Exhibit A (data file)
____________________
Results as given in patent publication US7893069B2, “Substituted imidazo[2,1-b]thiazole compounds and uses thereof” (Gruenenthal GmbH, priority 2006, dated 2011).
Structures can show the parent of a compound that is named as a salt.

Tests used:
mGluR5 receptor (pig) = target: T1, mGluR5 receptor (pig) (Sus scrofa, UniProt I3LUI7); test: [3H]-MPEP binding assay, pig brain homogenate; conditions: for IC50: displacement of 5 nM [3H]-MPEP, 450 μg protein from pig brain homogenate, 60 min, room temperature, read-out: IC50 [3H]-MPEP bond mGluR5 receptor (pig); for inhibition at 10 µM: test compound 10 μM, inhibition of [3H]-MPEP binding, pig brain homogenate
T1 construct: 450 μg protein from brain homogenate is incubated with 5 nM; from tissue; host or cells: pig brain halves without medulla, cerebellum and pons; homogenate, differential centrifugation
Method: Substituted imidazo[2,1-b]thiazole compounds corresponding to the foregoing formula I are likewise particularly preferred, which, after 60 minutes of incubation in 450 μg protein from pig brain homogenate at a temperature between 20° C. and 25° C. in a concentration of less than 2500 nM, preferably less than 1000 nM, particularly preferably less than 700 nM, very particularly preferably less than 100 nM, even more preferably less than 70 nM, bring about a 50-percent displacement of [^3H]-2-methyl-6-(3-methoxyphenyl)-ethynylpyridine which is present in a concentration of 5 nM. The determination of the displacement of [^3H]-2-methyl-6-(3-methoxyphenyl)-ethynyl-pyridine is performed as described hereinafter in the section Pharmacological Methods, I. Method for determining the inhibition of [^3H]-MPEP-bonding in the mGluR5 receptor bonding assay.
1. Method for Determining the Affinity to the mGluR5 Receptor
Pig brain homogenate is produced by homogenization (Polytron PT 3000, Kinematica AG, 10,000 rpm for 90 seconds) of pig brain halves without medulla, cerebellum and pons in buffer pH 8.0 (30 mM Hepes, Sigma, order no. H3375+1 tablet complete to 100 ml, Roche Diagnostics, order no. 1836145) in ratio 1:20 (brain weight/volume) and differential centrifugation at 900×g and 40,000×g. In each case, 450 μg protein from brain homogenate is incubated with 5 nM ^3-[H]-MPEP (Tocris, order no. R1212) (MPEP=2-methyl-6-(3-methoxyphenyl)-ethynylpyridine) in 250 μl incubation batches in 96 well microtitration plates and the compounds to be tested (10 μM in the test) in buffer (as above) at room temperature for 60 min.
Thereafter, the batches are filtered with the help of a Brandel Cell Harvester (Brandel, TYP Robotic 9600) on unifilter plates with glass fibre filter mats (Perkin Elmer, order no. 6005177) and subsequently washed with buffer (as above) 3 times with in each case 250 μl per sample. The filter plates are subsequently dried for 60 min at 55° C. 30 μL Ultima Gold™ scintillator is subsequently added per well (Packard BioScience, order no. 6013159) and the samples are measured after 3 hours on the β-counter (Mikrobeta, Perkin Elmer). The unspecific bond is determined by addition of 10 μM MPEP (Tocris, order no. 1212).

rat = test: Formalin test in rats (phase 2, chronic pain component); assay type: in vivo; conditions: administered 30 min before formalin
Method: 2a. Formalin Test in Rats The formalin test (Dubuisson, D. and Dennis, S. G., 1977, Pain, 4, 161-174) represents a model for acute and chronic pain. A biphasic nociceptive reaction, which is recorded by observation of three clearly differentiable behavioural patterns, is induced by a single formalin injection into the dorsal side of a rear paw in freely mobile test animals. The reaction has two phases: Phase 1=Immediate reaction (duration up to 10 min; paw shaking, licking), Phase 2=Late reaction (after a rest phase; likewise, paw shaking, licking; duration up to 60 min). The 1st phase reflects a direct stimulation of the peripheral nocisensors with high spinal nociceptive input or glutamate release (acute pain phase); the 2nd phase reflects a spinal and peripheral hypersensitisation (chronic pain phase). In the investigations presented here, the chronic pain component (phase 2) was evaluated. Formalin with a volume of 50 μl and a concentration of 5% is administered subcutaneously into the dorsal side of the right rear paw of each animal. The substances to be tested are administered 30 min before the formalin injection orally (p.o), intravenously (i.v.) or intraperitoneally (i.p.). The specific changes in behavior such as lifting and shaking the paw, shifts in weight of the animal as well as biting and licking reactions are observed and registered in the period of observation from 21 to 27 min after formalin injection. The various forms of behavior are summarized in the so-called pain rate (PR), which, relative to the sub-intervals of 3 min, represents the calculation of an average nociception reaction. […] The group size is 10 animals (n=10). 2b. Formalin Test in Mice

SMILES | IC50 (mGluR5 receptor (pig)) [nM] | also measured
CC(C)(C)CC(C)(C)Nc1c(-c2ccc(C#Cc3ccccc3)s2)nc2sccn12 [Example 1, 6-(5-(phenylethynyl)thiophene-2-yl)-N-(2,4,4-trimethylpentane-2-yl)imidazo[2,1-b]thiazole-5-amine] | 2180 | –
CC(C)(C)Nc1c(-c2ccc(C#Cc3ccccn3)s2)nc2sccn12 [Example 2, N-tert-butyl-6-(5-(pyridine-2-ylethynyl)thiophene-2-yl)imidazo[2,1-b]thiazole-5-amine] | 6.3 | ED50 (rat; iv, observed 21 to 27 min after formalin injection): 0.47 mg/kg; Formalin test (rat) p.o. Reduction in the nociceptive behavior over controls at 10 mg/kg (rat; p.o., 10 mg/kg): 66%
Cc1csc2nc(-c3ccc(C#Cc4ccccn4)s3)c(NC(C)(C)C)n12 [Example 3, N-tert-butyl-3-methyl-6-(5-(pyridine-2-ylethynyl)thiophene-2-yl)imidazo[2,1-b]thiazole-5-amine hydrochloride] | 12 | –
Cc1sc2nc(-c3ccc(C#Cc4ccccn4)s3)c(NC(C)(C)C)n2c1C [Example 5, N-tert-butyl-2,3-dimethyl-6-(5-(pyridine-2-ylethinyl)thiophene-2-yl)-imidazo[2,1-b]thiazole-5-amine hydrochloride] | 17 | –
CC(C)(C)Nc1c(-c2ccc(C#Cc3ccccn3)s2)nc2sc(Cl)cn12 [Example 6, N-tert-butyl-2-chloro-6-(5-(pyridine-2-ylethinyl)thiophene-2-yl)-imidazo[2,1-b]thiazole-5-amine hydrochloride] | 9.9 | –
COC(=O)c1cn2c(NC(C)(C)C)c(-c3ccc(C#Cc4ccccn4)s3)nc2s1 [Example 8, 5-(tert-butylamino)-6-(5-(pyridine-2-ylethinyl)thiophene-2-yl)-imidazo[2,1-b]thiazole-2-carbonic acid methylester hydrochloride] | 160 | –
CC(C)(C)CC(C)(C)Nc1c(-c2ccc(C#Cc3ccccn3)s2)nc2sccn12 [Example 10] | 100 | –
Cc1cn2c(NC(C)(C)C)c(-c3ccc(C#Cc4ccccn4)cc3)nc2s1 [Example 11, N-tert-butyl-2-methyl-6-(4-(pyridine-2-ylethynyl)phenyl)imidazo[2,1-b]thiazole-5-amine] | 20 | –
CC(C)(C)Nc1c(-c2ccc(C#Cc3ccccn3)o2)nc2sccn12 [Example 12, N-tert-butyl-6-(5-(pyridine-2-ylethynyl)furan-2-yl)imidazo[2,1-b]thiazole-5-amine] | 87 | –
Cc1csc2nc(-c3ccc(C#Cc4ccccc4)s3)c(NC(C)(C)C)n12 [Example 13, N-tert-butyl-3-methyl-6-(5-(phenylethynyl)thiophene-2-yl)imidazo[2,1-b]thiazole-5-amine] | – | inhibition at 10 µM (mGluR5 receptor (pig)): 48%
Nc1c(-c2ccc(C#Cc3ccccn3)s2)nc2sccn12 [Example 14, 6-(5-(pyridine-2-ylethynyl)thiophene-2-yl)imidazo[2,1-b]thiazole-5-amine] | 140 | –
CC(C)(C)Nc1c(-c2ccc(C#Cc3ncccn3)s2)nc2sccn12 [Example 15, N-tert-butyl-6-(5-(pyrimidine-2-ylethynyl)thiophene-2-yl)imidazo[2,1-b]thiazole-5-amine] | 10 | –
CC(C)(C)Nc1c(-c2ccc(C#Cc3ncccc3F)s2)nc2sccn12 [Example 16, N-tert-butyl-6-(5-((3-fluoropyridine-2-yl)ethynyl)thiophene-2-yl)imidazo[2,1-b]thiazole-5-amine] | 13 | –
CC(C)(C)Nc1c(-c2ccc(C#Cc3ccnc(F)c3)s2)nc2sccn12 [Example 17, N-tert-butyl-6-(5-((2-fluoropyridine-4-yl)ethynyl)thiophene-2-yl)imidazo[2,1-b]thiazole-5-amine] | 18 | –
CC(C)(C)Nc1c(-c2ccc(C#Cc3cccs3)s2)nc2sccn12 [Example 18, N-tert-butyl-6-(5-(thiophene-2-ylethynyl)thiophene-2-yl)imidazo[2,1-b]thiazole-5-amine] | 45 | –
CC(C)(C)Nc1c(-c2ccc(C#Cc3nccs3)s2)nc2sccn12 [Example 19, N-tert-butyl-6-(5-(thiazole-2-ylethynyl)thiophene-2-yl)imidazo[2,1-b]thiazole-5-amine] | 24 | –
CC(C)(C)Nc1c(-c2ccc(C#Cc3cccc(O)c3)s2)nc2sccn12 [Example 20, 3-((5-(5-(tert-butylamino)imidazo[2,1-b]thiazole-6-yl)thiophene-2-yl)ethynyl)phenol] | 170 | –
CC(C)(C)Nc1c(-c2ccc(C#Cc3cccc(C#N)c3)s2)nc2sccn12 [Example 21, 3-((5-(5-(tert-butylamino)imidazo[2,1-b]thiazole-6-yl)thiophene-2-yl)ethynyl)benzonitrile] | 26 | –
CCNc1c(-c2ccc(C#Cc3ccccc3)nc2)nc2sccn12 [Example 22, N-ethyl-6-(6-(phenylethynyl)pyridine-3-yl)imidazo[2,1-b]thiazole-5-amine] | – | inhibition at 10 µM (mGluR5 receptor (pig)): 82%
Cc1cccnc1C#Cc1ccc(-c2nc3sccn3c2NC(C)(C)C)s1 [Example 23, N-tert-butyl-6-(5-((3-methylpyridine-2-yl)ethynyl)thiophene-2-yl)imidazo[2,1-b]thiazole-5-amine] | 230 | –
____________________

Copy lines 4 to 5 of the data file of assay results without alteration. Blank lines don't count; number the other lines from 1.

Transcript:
mGluR5 receptor (pig) = target: T1, mGluR5 receptor (pig) (Sus scrofa, UniProt I3LUI7); test: [3H]-MPEP binding assay, pig brain homogenate; conditions: for IC50: displacement of 5 nM [3H]-MPEP, 450 μg protein from pig brain homogenate, 60 min, room temperature, read-out: IC50 [3H]-MPEP bond mGluR5 receptor (pig); for inhibition at 10 µM: test compound 10 μM, inhibition of [3H]-MPEP binding, pig brain homogenate
T1 construct: 450 μg protein from brain homogenate is incubated with 5 nM; from tissue; host or cells: pig brain halves without medulla, cerebellum and pons; homogenate, differential centrifugation